Would You Take a Lump Sum for A Structured Settlement?-$1000 Giveaway

car accidentMost of us usually wake up with the same routine; get ready for the day, head out for work,  drop the kids at school, or complete our daily errands. Hopefully the day goes as planned. Sometimes we aren’t so lucky. I have a good friend who, at sixteen years of age, had a day that wasn’t routine in any way. One morning, while driving into town, she and her younger sister were broadsided by a careless driver. She wasn’t badly injured, but her sister ended up in a coma for several days and has had short term memory problems ever since. While they were awarded a structured settlement plan in the form of an annuity from the careless driver’s insurance company, a lump sum payment would have been a more helpful option if they had been able to sell that annuity.

By the time the settlement was issued, my friend was married and on the way to having two children very early in life. Her sister followed the same path, and unfortunately, like 50% of people who get married, they found themselves divorced within a few years. Both exes were not good providers, and the sisters both had to struggle to support themselves and their children. The terms of their settlement were to receive a payment every so many months, which was truly helpful, but it was hard to get ahead. It could have saved much worry if they had been able to sell the structured settlement, turning those smaller payments into a lump sum. Each could have paid off debt, bought a house, or not had to work so much, allowing more time with their children when they were small.

I would prefer to never be in an accident, but if I was, and did receive some sort of settlement, I’d like to have the option of having one payment as opposed to spreading it out over many years. If finances were in order, the long term payment plan would be a higher total sum, but sometimes a larger amount up front can allow you to get out of a paycheck to paycheck cycle. My friend and her sister have overcome many obstacles to raise four wonderful children who are productive members of society, but it was a struggle. While everything turned out OK, I wish she had been able to have money when she needed it the most.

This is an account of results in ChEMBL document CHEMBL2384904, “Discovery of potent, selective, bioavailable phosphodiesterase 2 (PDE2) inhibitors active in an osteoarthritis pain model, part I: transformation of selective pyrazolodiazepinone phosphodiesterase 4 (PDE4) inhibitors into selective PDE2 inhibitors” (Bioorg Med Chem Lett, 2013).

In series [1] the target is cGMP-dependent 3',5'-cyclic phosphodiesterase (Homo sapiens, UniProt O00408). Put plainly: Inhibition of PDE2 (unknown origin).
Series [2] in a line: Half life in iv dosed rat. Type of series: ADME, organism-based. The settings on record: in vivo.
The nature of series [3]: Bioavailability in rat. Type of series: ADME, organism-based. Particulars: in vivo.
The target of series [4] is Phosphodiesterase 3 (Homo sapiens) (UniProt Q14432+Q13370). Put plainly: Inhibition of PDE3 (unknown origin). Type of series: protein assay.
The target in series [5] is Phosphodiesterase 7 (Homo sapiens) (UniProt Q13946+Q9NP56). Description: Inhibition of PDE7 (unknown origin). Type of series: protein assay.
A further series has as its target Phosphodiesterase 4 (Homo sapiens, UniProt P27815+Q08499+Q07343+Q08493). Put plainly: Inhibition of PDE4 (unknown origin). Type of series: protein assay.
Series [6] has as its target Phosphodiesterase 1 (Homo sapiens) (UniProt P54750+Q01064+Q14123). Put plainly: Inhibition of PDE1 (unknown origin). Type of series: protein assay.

Maybe you are in need of a little windfall yourself. If so, enter the contest below for your chance to win $1000! This contest is co-hosted by some great blogs and runs until January 31st. It is brought to you by StructuredSettlement-Quotes.com, America’s #1 settlement and annuity marketplace.

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Written By
Sydney White is a Texas-born stay at home mom who enjoys spending time with her family, bargain hunting and, hiking.


  1. What a horrible story. While I agree with Eric, I’d need to see the difference between the payments and the lump sum. If I can earn a similar return on the money, I’d easily take the lump sum. If I can’t, it depends on how easy it would be to receive money from other sources.

  2. It’s never fun to be in an accident that’s for sure. What makes it worse are the vultures that come along with the experience. Your friend’s experience is probably why so many structured-settlement buyout companies are so prevalent these days–they know they can collect on the funds at a fraction of the cost to buy it out because they know many people need the money right now and some are desperate to get out from a bad situation.

    i’d always choose a lump sum payment if given the choice based on the time value of money alone. A dollar now is worth more than a dollar 10+ years from now. Of course making bad decisions or investing it poorly may negate any value time provides, but ideally that is the best choice.

  3. What a terrible story. I am not sure they would have managed their money better had they got a lump sum though, maybe a quarterly settlement works best in this case. I would sure want to get my money upfront to move on with life, those cases can take years.

    1. You never really know what choices people will make in certain situations. If there had been no accident, there would have been no compensation and I’m sure they would have still turned out fine. My friend is doing pretty well now and is still very frugal. She always has been, and I’m pretty sure she would have paid off debt and bought a house if she’d gotten the settlement at once. You do see lottery winners that go broke in a couple of years, so thrusting tons of money upon someone with no plan is a bad idea in many cases.

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